beauty's territory?
I'm presuming that adding a different species may be more of a challenge than adding conspecifics which would naturally form a harem.
<Actually; with captive breds... not so much an issue. How to put this; I suspect they don't as readily recognize their own species>
The tank is 90G (48"x18"x24") with sump, 90lb of rock, soft corals, clean up crew, 1 x Banggai cardinal, 2 x ocellaris clowns, 1 x green mandarin and I have an orchid Dottyback on the way (all fish are captive bred).
Thanks and best regards
<Thank you for sharing. Bob Fenner>
Re: Mixing captive bred Centropyge        5/18/17

Thanks Bob, that was good timing, I don't suppose you are at liberty to disclose which species you are planning on working with?
<A few stock species (Japanese and that one Asuncion Is...), and hybrids ala Frank Baensch>
Exciting times for Centropyge breeding at the moment, I know RCT raised a wide variety of species a few years ago but it seems as though this is the first time fish are being produced in commercial numbers with a seemingly
steady stream of flames and coral beauties available.
I have placed my order for a flame so will let you know how they get on, fingers crossed!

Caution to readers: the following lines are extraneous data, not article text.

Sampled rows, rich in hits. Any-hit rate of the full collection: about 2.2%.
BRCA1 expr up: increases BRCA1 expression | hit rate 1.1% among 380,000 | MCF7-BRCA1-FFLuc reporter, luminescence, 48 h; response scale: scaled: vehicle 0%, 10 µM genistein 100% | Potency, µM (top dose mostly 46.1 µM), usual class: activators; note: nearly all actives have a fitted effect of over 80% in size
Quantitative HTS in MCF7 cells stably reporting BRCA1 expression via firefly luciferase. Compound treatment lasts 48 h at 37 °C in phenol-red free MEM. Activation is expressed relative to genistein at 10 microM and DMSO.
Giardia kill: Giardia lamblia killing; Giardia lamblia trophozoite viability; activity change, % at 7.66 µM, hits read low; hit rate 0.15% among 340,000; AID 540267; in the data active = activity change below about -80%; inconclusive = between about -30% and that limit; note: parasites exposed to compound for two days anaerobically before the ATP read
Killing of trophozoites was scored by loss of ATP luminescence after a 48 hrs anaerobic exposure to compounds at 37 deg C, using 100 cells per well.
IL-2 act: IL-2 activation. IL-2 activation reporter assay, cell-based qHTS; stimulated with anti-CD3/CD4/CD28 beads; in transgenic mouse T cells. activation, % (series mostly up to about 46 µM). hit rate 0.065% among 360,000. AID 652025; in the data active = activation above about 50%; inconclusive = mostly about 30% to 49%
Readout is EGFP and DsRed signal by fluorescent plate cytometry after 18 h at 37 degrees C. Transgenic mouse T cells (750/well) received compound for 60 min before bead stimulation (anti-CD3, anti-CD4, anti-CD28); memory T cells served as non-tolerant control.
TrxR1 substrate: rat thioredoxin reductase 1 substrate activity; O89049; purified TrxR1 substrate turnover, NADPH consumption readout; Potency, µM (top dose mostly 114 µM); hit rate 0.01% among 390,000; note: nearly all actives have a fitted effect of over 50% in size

Best regards, Nick
<Thank you for sharing Nick. Bob Fenner>

Funny angelfish spawning video 01/19/09 Hi Crew, JakeA sent me this video... the kid might have too much time on his hands, but it is really funny (and a bit educational). http://www.youtube.com/watch?v=YJ_kAt5TJtc&fmt=18 Cheers, Sara <Hey Sara, thanks for sending this along. The music is priceless! Scott V.> <<"I'm a petfish foooooooool." RMF>>

Sex change in Black-spot Angel...  11/12/2005 Hi, I would like to know whether Black-spot Angel sex change from Female to Male. <Yes> Or the other way round... <Not likely> I am unable to get a male black-spot angel... If i get two female, will one female gradually change to male overtime? <Likely so> Normally how long would it take? <Months... by time, initial development, care and social factors. Bob Fenner>